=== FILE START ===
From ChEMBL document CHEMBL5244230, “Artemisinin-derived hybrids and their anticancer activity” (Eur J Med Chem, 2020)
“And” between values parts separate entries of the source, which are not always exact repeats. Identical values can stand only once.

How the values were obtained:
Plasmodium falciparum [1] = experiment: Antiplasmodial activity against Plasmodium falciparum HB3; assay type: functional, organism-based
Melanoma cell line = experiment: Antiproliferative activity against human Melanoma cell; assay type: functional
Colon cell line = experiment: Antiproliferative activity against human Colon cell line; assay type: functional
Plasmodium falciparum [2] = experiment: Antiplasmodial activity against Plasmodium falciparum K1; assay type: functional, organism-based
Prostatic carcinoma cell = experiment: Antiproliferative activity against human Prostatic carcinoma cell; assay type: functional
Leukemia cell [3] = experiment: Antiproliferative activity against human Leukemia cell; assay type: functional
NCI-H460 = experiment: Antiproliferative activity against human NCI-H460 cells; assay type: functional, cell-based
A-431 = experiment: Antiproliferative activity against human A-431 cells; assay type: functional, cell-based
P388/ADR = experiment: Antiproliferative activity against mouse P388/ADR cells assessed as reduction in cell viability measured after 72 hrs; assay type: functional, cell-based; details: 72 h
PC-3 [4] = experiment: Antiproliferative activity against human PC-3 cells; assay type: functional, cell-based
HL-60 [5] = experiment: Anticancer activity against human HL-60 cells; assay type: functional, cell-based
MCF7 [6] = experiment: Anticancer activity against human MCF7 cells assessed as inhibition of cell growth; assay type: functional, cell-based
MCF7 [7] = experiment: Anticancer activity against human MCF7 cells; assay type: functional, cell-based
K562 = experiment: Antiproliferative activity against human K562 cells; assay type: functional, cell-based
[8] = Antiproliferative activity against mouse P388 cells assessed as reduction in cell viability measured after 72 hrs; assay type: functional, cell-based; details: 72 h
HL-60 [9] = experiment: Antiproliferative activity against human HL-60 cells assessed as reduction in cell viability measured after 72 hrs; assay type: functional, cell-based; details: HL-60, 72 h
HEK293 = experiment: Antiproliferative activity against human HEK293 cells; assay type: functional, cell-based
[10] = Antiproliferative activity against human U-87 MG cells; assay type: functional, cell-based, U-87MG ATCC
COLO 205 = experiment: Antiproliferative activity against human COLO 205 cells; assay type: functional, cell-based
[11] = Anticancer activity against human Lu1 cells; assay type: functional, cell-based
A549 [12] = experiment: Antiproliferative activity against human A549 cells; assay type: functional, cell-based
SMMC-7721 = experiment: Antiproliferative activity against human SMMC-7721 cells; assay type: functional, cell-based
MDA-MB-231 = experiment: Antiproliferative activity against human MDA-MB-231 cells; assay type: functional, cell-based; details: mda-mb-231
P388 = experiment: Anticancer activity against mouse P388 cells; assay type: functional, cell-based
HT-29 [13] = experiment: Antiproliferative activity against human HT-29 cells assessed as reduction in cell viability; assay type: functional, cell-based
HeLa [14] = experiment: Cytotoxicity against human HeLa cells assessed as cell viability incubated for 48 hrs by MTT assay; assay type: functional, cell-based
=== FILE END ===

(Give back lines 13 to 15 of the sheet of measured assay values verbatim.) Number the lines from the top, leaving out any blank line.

PC-3 [4] = experiment: Antiproliferative activity against human PC-3 cells; assay type: functional, cell-based
HL-60 [5] = experiment: Anticancer activity against human HL-60 cells; assay type: functional, cell-based
MCF7 [6] = experiment: Anticancer activity against human MCF7 cells assessed as inhibition of cell growth; assay type: functional, cell-based